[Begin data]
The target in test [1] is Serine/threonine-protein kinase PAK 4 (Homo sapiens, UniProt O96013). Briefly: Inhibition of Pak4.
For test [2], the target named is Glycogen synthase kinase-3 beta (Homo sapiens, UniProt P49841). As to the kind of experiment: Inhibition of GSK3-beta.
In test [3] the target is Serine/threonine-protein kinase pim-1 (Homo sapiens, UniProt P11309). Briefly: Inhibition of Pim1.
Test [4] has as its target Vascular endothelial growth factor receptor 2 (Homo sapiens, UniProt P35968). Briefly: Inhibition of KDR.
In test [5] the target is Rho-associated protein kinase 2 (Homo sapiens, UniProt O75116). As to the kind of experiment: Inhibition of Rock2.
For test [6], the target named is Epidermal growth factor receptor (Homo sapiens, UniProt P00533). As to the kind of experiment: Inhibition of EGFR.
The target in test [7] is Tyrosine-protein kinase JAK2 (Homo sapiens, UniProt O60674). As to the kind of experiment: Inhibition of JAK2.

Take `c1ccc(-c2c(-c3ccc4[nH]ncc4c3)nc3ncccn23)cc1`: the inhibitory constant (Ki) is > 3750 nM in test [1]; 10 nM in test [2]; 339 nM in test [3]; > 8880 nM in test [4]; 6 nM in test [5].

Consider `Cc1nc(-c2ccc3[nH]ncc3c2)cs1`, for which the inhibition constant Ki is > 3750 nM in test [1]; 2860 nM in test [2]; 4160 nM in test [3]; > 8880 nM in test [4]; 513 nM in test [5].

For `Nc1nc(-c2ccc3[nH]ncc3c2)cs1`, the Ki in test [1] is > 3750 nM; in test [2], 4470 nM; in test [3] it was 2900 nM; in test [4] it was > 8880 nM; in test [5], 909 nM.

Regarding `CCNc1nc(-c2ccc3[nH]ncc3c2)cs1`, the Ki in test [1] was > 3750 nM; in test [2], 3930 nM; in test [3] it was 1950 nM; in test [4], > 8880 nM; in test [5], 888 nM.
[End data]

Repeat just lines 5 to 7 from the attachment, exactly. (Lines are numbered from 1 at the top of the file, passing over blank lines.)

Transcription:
In test [5] the target is Rho-associated protein kinase 2 (Homo sapiens, UniProt O75116). As to the kind of experiment: Inhibition of Rock2.
For test [6], the target named is Epidermal growth factor receptor (Homo sapiens, UniProt P00533). As to the kind of experiment: Inhibition of EGFR.
The target in test [7] is Tyrosine-protein kinase JAK2 (Homo sapiens, UniProt O60674). As to the kind of experiment: Inhibition of JAK2.